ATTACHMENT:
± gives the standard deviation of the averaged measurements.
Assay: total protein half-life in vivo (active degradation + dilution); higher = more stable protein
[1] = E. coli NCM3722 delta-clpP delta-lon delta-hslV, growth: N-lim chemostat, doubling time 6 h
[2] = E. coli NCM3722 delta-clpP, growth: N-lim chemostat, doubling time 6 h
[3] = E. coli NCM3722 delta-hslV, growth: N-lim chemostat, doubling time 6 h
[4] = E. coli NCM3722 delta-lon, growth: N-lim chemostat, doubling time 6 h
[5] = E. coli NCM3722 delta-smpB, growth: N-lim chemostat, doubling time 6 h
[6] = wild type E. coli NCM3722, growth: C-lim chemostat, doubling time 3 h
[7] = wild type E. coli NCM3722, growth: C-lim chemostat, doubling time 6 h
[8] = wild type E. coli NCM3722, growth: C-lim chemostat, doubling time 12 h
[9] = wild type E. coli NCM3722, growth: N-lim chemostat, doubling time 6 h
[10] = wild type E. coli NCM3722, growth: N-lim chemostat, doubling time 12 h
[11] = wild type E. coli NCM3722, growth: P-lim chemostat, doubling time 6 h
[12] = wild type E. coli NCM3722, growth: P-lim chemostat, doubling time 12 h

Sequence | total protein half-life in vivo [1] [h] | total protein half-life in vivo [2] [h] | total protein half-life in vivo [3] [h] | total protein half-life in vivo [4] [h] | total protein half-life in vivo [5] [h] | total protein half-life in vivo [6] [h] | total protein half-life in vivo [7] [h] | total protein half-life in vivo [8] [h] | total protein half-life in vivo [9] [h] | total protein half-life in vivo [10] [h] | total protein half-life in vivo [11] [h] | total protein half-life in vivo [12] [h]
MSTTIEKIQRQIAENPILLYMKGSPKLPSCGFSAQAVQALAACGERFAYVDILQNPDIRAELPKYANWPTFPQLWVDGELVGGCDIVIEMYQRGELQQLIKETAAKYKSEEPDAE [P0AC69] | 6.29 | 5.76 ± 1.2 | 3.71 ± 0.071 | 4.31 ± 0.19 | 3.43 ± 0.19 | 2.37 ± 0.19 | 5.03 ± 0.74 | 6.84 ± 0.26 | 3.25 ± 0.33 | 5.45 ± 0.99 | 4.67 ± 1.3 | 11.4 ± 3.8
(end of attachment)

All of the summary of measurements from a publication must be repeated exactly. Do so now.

± gives the standard deviation of the averaged measurements.
Assay: total protein half-life in vivo (active degradation + dilution); higher = more stable protein
[1] = E. coli NCM3722 delta-clpP delta-lon delta-hslV, growth: N-lim chemostat, doubling time 6 h
[2] = E. coli NCM3722 delta-clpP, growth: N-lim chemostat, doubling time 6 h
[3] = E. coli NCM3722 delta-hslV, growth: N-lim chemostat, doubling time 6 h
[4] = E. coli NCM3722 delta-lon, growth: N-lim chemostat, doubling time 6 h
[5] = E. coli NCM3722 delta-smpB, growth: N-lim chemostat, doubling time 6 h
[6] = wild type E. coli NCM3722, growth: C-lim chemostat, doubling time 3 h
[7] = wild type E. coli NCM3722, growth: C-lim chemostat, doubling time 6 h
[8] = wild type E. coli NCM3722, growth: C-lim chemostat, doubling time 12 h
[9] = wild type E. coli NCM3722, growth: N-lim chemostat, doubling time 6 h
[10] = wild type E. coli NCM3722, growth: N-lim chemostat, doubling time 12 h
[11] = wild type E. coli NCM3722, growth: P-lim chemostat, doubling time 6 h
[12] = wild type E. coli NCM3722, growth: P-lim chemostat, doubling time 12 h

Sequence | total protein half-life in vivo [1] [h] | total protein half-life in vivo [2] [h] | total protein half-life in vivo [3] [h] | total protein half-life in vivo [4] [h] | total protein half-life in vivo [5] [h] | total protein half-life in vivo [6] [h] | total protein half-life in vivo [7] [h] | total protein half-life in vivo [8] [h] | total protein half-life in vivo [9] [h] | total protein half-life in vivo [10] [h] | total protein half-life in vivo [11] [h] | total protein half-life in vivo [12] [h]
MSTTIEKIQRQIAENPILLYMKGSPKLPSCGFSAQAVQALAACGERFAYVDILQNPDIRAELPKYANWPTFPQLWVDGELVGGCDIVIEMYQRGELQQLIKETAAKYKSEEPDAE [P0AC69] | 6.29 | 5.76 ± 1.2 | 3.71 ± 0.071 | 4.31 ± 0.19 | 3.43 ± 0.19 | 2.37 ± 0.19 | 5.03 ± 0.74 | 6.84 ± 0.26 | 3.25 ± 0.33 | 5.45 ± 0.99 | 4.67 ± 1.3 | 11.4 ± 3.8